I’m my biggest danger. My own ego is my biggest danger. The counter part to that is when I go up, God goes down. So the Bible says, “Humble yourself under the mighty hand of God that in due time he may exalt you.” We tend to turn it around and drift toward things that magnify us. And if you write books, or have a growing church, or whatever, the insidiousness of the temptation to feel good for the wrong reasons is almost invincible. You’re on your face so often… at least I pray crazy prayers like, “If I can’t emotionally distinguish between my delight in God and my delight in prospering, kill me. Take me out. I don’t want to bring any reproach on the gospel.
John Piper, Q&A at Text and Context 2008
I don’t do twitter; but John Piper does it. His latest quote.
Boasting is the response of pride to success. Self-pity is the response of pride to failure.
This is a very important book by John Piper. Whether or not you track with him 100% on Christian hedonism, this book is a must read. It is staggering to consider how neglected the topic of regeneration has been when we consider its importance for the church. Piper does a fantastic job tracing the doctrine through scripture. He answers the questions: What is the new birth? Why must we be born again? How does the new birth come about? What are the effects of the new birth? How can we help others be born again? Pick this book up and read it. Every pastor should.
D.A. Carson says,
I cannot too strongly celebrate the publication of this book. Owing in part to several decades of dispute over justification and how a person is set right with God, we have tended to neglect another component of conversion no less important. Conversion under the terms of the new covenant is more than a matter of position and status in Christ, though never less: it includes miraculous Spirit-given transformation, something immeasurably beyond mere human resolution. It is new birth; it makes us new creatures; it demonstrates that the gospel is the power of God unto salvation. All the creedal orthodoxy in the world cannot replace it. The reason why ‘You must be born again’ is so important is that you must be born again.”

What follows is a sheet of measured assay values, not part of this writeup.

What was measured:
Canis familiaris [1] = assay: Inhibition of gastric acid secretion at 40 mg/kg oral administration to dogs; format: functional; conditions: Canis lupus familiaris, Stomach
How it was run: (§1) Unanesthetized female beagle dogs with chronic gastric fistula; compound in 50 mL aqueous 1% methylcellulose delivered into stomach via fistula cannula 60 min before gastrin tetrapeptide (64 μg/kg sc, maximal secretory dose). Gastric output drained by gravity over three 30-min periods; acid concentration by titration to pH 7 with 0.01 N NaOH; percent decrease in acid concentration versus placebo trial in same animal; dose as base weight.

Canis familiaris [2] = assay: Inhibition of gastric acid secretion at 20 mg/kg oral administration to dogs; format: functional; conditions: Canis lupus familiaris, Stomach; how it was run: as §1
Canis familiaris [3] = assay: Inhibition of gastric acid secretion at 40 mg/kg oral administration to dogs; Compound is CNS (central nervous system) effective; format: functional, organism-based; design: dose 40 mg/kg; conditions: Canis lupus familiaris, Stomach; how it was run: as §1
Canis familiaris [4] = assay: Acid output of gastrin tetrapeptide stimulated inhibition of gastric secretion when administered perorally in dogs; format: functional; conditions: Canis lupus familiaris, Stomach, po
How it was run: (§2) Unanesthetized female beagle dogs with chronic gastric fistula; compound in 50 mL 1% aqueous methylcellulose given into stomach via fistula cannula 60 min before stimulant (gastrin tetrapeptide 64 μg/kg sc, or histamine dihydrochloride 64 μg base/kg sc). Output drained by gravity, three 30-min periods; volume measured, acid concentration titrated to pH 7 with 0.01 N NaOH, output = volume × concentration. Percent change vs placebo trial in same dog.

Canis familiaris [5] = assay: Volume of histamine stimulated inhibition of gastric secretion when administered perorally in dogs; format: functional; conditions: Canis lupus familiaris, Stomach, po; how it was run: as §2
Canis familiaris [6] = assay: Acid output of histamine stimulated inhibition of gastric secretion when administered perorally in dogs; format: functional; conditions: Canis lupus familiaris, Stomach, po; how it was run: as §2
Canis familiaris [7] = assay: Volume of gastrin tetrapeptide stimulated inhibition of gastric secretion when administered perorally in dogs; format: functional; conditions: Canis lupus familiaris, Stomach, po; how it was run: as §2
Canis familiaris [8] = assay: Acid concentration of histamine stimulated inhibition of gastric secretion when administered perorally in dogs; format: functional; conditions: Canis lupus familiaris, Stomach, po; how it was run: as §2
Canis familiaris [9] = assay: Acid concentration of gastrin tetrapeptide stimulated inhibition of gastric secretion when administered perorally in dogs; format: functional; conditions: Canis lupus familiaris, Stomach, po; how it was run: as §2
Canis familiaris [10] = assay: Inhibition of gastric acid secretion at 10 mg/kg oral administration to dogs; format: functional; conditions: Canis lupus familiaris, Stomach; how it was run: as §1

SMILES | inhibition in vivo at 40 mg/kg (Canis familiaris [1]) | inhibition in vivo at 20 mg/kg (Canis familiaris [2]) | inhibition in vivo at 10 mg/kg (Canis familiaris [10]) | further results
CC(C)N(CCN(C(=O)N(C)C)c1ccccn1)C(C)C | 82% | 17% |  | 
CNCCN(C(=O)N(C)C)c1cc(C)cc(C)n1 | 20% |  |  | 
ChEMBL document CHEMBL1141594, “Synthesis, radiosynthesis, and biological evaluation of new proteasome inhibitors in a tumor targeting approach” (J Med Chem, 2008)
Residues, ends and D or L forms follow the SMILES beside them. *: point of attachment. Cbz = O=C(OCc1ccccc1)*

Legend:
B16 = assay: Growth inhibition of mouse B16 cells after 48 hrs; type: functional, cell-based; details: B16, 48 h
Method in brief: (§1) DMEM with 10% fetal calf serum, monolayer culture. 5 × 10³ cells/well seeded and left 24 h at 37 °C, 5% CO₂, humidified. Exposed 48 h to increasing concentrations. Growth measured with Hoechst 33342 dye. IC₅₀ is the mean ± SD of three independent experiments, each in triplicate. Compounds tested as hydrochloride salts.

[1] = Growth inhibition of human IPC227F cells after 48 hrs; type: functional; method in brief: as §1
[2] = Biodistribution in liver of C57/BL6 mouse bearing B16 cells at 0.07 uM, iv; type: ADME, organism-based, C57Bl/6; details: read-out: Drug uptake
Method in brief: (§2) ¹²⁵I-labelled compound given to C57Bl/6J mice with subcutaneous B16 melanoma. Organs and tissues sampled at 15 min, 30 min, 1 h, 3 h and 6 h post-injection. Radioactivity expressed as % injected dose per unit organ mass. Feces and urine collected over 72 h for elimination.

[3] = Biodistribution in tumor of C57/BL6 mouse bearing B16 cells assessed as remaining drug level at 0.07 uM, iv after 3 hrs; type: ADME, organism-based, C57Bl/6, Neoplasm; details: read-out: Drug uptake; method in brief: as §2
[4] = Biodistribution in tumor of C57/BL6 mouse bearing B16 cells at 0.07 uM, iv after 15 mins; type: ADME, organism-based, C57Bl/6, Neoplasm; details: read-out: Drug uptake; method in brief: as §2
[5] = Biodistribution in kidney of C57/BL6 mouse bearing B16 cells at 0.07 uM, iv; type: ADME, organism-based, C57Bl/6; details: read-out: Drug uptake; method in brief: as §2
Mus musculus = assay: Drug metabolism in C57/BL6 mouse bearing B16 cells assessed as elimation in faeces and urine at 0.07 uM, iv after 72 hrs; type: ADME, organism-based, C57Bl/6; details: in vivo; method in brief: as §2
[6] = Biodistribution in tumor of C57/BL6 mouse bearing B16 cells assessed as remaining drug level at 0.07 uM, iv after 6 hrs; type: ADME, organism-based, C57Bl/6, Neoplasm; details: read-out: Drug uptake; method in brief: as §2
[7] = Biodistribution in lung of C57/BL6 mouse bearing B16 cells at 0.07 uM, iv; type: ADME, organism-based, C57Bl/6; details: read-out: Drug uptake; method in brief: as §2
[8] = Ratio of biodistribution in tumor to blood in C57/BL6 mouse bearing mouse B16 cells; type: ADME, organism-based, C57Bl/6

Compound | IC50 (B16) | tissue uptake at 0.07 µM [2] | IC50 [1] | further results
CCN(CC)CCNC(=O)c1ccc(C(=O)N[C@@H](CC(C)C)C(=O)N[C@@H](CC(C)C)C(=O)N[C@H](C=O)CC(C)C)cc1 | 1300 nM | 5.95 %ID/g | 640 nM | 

As much as I love Piper (quite a bit), and as big a difference as he has had in my life (probably as much or more than anyone), this is the biggest potential weakness I can see to the application of Christian Hedonism.
On the one hand Kant rejects the view that the test of a proposed maxim is whether obedience to it would in the end lead to the happiness of a rational being. Kant has no doubt that all men do indeed desire happiness; and he has no doubt that the highest good conceivable is that of the individual’s moral perfection crowned by the happiness which it merits. But he nonetheless believes that our conception of happiness is too vague and shifting to provide a moral guide.
After Virtue, Alasdair MacIntyre
It’s not a weakness that cannot be overcome; but it is vitally important to instruct people that happiness is not our moral guide, the revealed will of God is and we trust that will bring us happiness ultimately.
(As a postscript, it really is not a weakness in what Piper says, but in how he is interpreted.)
In light of the tremendous body of moving, working, risk-taking people that have joined our core group this message reminded me of you all.
Listen especially to the section about Prisca and Aquilla.
Interesting Colin Hansen interview concerning Young, Restless, Reformed.
especially commenting on Piper and the “Passion Conferences”
It’s worth watching.